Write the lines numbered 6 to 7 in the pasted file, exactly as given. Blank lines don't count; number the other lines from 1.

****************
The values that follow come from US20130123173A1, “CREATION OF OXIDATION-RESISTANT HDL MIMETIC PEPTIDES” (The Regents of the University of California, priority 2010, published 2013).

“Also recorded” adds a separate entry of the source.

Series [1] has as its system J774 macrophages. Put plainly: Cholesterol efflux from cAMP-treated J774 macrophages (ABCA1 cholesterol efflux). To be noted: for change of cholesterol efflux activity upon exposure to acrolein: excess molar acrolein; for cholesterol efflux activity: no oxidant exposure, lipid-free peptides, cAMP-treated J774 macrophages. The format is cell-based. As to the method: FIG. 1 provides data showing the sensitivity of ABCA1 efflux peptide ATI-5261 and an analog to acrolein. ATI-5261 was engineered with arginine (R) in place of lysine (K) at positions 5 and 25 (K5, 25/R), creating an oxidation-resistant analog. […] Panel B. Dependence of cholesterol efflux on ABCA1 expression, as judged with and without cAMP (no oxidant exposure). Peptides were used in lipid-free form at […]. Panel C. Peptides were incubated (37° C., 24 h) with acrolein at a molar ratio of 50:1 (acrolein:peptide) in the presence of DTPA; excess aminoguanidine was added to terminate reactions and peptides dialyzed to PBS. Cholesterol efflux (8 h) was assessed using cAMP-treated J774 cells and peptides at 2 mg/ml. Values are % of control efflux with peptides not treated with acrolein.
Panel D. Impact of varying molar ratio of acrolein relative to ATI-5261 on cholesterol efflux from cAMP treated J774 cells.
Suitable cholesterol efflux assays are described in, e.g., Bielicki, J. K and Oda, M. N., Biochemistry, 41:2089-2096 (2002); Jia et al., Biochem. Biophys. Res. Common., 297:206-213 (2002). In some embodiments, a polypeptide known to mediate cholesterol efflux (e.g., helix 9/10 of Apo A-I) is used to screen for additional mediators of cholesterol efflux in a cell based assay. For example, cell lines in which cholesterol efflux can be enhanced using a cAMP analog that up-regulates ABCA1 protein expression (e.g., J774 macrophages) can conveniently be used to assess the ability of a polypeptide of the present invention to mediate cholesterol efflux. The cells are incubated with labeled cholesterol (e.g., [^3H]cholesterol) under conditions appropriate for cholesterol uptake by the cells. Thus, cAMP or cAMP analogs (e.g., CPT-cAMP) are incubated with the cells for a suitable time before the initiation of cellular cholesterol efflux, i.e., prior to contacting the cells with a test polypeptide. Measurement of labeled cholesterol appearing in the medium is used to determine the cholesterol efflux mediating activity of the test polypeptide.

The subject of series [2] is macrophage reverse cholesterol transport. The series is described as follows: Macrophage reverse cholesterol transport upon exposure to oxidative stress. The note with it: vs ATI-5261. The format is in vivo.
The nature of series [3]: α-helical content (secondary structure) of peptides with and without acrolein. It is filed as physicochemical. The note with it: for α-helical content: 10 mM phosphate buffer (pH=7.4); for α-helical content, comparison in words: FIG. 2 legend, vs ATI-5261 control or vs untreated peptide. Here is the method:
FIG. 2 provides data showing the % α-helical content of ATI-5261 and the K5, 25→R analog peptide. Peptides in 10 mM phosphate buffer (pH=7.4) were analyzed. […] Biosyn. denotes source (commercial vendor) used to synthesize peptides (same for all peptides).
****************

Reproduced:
The subject of series [2] is macrophage reverse cholesterol transport. The series is described as follows: Macrophage reverse cholesterol transport upon exposure to oxidative stress. The note with it: vs ATI-5261. The format is in vivo.
The nature of series [3]: α-helical content (secondary structure) of peptides with and without acrolein. It is filed as physicochemical. The note with it: for α-helical content: 10 mM phosphate buffer (pH=7.4); for α-helical content, comparison in words: FIG. 2 legend, vs ATI-5261 control or vs untreated peptide. Here is the method: